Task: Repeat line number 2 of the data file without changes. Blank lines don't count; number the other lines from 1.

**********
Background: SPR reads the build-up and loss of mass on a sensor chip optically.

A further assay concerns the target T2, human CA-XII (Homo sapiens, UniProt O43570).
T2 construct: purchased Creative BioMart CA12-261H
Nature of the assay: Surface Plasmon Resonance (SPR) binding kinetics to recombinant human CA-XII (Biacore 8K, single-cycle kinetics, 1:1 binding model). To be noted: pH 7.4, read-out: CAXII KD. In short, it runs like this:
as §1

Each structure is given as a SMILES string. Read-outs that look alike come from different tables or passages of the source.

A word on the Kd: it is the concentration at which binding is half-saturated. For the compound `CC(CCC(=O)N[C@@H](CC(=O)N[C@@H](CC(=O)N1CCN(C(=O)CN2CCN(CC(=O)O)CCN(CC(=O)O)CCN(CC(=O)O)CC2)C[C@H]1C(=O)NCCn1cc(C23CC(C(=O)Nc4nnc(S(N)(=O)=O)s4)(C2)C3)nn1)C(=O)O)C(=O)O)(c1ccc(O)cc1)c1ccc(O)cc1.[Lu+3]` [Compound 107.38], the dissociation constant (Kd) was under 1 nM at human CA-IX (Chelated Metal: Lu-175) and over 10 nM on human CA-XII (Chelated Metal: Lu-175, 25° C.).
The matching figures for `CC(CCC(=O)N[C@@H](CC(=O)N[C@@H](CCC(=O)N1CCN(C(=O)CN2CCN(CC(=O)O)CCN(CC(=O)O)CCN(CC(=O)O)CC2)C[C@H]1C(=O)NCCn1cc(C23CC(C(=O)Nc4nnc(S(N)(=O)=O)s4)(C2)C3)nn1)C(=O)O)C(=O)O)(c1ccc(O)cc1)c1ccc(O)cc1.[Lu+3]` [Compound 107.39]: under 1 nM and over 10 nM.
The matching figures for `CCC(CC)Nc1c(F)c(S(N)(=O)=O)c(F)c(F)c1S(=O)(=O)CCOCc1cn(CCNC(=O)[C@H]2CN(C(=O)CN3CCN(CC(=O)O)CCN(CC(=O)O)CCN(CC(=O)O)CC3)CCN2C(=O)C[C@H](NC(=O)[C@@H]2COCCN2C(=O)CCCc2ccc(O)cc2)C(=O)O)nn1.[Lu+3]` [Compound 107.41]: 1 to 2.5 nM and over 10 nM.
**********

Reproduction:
A further assay concerns the target T2, human CA-XII (Homo sapiens, UniProt O43570).